European BizTalk Summit 2014 – Day 2
So, this is the second part of a report I am doing on the European BizTalk Summit 2014. I will discuss the second day in this post, the first day is to be found here. The second day was just as fully packed as the first day, lots of talks, lots of people and a great lunch.
Exposing Operational data to Mobile devices using Windows Azure (Kent Weare)
Kent Weare took off at 9 in the morning making sure Johan lived up to his bet, wearing the Canadian’s national hockey jersey in London if Canada won the Olympics hockey final. Everybody could have known Canada would win this round, so it was a pretty stupid bet 🙂
Kent’s talk was about Azure’s Mobile Services and BizTalk Services and can you combine the two? It was pretty interesting since I am a Mobile Services user myself. I use it for my apps in the Windows (Phone) Store and it’s pretty powerful. I hadn’t used it for a while and now all these new features were added (and that’s what I love about Windows Azure, such a fast release cycle!).
The most important message Kent tried to draw the attention to, was the fact that mobile developers just don’t know what integration is. They know how to call a service and use these services to build up their application. Surely this does the job in small implementations, but what about corporate apps? So, apps that leverages more than just an RSS feed? How would you handle that as a mobile developer? And that’s where we should come in, as integrators.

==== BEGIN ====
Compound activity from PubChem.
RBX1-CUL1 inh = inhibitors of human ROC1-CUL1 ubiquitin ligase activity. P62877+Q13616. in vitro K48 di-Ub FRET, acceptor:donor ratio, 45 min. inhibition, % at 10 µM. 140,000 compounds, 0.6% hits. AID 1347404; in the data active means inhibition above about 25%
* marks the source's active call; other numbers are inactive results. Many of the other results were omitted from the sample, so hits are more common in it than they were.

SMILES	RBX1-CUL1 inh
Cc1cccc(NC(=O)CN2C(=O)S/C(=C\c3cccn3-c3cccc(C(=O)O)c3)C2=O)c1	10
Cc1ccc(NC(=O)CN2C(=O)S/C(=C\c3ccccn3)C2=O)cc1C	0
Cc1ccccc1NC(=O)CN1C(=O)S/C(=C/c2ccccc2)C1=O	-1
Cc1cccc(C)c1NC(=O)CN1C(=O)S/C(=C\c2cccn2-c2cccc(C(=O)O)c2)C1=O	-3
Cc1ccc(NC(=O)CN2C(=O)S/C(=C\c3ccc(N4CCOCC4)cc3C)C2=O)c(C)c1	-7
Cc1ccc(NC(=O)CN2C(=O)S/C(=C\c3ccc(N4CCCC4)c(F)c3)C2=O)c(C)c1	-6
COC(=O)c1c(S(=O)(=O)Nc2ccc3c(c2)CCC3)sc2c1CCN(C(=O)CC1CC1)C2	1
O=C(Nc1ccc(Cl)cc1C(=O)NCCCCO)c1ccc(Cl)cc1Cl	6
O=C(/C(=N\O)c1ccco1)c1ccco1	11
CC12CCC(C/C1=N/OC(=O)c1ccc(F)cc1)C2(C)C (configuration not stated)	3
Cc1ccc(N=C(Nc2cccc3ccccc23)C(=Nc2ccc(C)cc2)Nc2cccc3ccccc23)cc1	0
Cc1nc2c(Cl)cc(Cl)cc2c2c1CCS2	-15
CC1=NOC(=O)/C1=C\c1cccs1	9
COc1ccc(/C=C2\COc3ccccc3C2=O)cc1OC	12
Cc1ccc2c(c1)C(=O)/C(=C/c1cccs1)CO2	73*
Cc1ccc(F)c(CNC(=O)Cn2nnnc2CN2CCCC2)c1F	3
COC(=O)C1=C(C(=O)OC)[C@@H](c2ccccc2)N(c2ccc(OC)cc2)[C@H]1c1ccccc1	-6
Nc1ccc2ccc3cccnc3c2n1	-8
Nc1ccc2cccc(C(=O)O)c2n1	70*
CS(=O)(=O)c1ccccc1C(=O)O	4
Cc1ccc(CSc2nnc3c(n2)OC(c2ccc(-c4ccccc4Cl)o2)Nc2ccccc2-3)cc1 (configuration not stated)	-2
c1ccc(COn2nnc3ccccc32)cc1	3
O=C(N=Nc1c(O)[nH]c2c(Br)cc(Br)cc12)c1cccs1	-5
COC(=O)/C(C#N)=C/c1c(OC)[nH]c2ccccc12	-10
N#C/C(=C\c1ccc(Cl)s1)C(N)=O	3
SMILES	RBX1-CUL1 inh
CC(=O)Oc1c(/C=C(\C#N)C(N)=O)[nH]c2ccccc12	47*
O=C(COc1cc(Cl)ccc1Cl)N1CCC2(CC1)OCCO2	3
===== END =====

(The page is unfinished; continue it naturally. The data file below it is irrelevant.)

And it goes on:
Kent used a nice example of applications working together through Mobile Services and WABS, also using Mobile Service’s ability to send out push notifications.
Manageability of Windows Azure BizTalk Services (Steef-Jan Wiggers)
Luckily for Steef-Jan there was no German MVP he had made a bet with (having him wear a German soccer jersey that is, because we always loose a match against the Germans), but he dressed up as a manager for the occasion and talked about manageability of WABS. Something that seems to be pretty difficult. Where can you find all the information you need? How can you leverage this information? He went from application to application to the browser and so on to be able to manage WABS. Of course WABS is still at the beginning of its existince and will grow over the upcoming years to come. Hopefully adding better features in managing WABS than are available at the moment.
Real world Business Activity Monitoring (Dan Rosanova)